The letter is signed by subcommittee Chairman David CicillineDavid CicillineHouse votes to censure Gosar and boot him from committees House to vote Wednesday to censure Gosar, remove him from committees Gosar faces increasing odds of censure on House floor MORE (D-R.I.), ranking member Rep. Ken BuckKenneth (Ken) Robert BuckSununu exit underscores uncertain GOP path to gain Senate majority Matt Stoller: Amazon's Bezos likely lied under oath before Congress Hillicon Valley — Presented by Xerox — Agencies sound alarm over ransomware targeting agriculture groups MORE (R-Colo.), Rep. Pramila JayapalPramila JayapalFive reasons for Biden, GOP to be thankful this season 91 House Dems call on Senate to expand immigration protections in Biden spending bill Democrats plow ahead as Manchin yo-yos MORE (D-Wash.) and Rep. Matt GaetzMatthew (Matt) GaetzVigilantes are not patriots Greene: McCarthy 'doesn't have the full support to be Speaker' Marjorie Taylor Greene introduces bill to award Congressional Gold Medal to Rittenhouse MORE (R-Fla.). It cites reports last week from Reuters and The Markup that found Amazon boosted its own products on its e-commerce site ahead of products from competing brands. 

The findings in the reports contradict the information Amazon executives have given while they testified before the antitrust panel. 

Read more here







Sinclair Broadcast Group, one of the nation’s largest television station operators, announced Monday that it had been hit by a ransomware attack over the weekend that resulted in data theft and network disruption.

The attack, first discovered by the company on Saturday, compromised some servers and workstations at Sinclair, with operational networks disrupted and data taken by the attackers. Sinclair said in a statement on Monday that it was still working to determine what data had been taken.

“As the Company is in the early stages of its investigation and assessment of the security event, the Company cannot determine at this time whether or not such event will have a material impact on its business, operations or financial results,” the statement read.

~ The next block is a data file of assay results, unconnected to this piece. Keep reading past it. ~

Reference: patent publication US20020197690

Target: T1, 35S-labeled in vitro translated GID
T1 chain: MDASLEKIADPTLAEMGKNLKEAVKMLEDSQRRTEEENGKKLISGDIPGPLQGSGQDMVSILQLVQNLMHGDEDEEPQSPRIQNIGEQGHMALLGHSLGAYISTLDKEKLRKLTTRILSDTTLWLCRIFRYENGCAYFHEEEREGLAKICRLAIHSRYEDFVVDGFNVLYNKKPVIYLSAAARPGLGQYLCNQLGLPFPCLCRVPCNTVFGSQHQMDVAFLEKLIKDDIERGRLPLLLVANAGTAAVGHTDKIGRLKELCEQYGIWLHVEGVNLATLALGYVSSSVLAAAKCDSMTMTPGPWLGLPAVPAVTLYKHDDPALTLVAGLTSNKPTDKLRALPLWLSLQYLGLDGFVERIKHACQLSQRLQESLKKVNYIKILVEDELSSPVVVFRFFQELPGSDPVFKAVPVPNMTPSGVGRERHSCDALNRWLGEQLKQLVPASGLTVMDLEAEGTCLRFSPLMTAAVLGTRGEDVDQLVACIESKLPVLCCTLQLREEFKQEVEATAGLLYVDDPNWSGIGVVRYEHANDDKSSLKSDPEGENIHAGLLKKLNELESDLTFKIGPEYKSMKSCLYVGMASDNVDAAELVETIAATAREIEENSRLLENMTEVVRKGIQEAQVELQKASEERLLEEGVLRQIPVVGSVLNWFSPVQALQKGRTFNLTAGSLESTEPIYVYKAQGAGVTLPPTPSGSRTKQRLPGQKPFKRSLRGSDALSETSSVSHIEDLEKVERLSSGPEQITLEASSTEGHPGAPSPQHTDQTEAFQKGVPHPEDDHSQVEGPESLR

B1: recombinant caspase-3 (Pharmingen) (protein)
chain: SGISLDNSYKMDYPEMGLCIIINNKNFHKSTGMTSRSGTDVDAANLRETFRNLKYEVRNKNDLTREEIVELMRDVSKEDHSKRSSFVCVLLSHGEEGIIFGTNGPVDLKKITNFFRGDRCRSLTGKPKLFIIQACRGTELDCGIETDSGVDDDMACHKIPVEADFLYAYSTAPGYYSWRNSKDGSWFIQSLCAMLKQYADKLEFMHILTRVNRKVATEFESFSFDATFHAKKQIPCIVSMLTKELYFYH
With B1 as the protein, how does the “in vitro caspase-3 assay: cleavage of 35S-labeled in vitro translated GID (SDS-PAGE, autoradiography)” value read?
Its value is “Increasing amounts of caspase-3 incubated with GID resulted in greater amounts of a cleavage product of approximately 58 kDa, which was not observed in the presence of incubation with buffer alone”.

The company did not point to any culprits or comment on whether it intended to pay any ransom demanded, but noted that disruption would likely continue to aspects of the business including advertising for local stations.

Read more about the attack here. 



The first bitcoin futures exchange-traded fund (ETF) in the U.S. is set to begin trading next week, an amended filing from ProShares said Friday.

The ProShares Bitcoin Strategy ETF had a proposed listing date for Monday under the ticker “BITO,” CNBC reported

Although the proposed date is Monday, trading might not begin until later in the week.

The Securities and Exchange Commission (SEC) has not formally approved the bitcoin futures ETF. There might never be a formal approval, but it still is allowed to be traded.

Read more here.


An op-ed to chew on: Technology ‘antitrust’ legislation could slow product innovation, hurt the digital economy 

Lighter click: Is the metro on fire today?

Notable links from around the web:

Donald TrumpDonald TrumpFormer defense secretary Esper sues Pentagon in memoir dispute Biden celebrates start of Hanukkah Fauci says lies, threats are 'noise' MORE’s presidential website hacked and defaced (Newsweek / Katherine Fung) 

Zillow Pumps the Brakes on Buying Homes (Motherboard / Maxwell Strachan)

The Facebook Whistleblower Won’t Change Anything (Wired / Os Keyes)

One last thing: Apple in the hot seat

A former Apple employee said the company fired her after she advocated for better conditions in the workplace.

Janneke Parrish, who was fired from her role as a product manager on Apple Maps on Thursday, told The Washington Post that she believes her firing was connected to her involvement in #AppleToo, a movement created to improve working conditions within the company.

Parrish's firing came just hours after she was quoted in a Washington Post article voicing support for her co-worker Cher Scarlett, who is a founder of #AppleToo.

Under the movement, more than 500 Apple employees have shared anonymous testimonials detailing their experiences with "racism, sexism, discrimination, retaliation, bullying, sexual and other forms of harassment" at the company and have accused Apple of operating as "an opaque, intimidating fortress," the Post reported.

Read more here. 

That’s it for today, thanks for reading. Check out The Hill’s technology and cybersecurity pages for the latest news and coverage. We’ll see you Tuesday.